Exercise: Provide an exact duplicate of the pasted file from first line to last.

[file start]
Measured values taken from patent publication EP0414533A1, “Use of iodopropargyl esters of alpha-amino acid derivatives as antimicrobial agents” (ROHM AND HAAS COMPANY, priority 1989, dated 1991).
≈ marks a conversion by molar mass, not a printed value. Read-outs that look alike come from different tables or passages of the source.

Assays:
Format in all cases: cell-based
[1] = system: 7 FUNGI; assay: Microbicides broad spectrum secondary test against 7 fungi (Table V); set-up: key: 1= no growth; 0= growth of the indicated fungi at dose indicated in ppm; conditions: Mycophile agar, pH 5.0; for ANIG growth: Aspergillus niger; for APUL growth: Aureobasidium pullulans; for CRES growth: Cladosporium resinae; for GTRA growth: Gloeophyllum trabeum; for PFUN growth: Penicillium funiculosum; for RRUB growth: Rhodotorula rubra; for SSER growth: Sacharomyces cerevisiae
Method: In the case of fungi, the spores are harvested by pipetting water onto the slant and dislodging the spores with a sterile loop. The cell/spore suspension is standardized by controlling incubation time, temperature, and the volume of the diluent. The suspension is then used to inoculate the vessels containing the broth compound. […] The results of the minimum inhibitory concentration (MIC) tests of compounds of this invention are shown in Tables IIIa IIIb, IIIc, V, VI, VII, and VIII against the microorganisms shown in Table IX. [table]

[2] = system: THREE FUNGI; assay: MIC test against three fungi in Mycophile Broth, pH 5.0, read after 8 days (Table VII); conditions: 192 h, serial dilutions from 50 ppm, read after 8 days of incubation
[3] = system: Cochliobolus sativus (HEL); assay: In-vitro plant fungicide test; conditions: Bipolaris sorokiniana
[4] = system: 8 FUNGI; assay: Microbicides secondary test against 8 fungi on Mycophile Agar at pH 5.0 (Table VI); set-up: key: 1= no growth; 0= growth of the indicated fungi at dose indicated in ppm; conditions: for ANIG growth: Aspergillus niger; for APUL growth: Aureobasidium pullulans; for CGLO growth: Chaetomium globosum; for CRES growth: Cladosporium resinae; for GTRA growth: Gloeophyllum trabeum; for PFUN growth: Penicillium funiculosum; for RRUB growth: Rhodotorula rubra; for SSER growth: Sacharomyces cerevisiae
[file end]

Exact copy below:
Measured values taken from patent publication EP0414533A1, “Use of iodopropargyl esters of alpha-amino acid derivatives as antimicrobial agents” (ROHM AND HAAS COMPANY, priority 1989, dated 1991).
≈ marks a conversion by molar mass, not a printed value. Read-outs that look alike come from different tables or passages of the source.

Assays:
Format in all cases: cell-based
[1] = system: 7 FUNGI; assay: Microbicides broad spectrum secondary test against 7 fungi (Table V); set-up: key: 1= no growth; 0= growth of the indicated fungi at dose indicated in ppm; conditions: Mycophile agar, pH 5.0; for ANIG growth: Aspergillus niger; for APUL growth: Aureobasidium pullulans; for CRES growth: Cladosporium resinae; for GTRA growth: Gloeophyllum trabeum; for PFUN growth: Penicillium funiculosum; for RRUB growth: Rhodotorula rubra; for SSER growth: Sacharomyces cerevisiae
Method: In the case of fungi, the spores are harvested by pipetting water onto the slant and dislodging the spores with a sterile loop. The cell/spore suspension is standardized by controlling incubation time, temperature, and the volume of the diluent. The suspension is then used to inoculate the vessels containing the broth compound. […] The results of the minimum inhibitory concentration (MIC) tests of compounds of this invention are shown in Tables IIIa IIIb, IIIc, V, VI, VII, and VIII against the microorganisms shown in Table IX. [table]

[2] = system: THREE FUNGI; assay: MIC test against three fungi in Mycophile Broth, pH 5.0, read after 8 days (Table VII); conditions: 192 h, serial dilutions from 50 ppm, read after 8 days of incubation
[3] = system: Cochliobolus sativus (HEL); assay: In-vitro plant fungicide test; conditions: Bipolaris sorokiniana
[4] = system: 8 FUNGI; assay: Microbicides secondary test against 8 fungi on Mycophile Agar at pH 5.0 (Table VI); set-up: key: 1= no growth; 0= growth of the indicated fungi at dose indicated in ppm; conditions: for ANIG growth: Aspergillus niger; for APUL growth: Aureobasidium pullulans; for CGLO growth: Chaetomium globosum; for CRES growth: Cladosporium resinae; for GTRA growth: Gloeophyllum trabeum; for PFUN growth: Penicillium funiculosum; for RRUB growth: Rhodotorula rubra; for SSER growth: Sacharomyces cerevisiae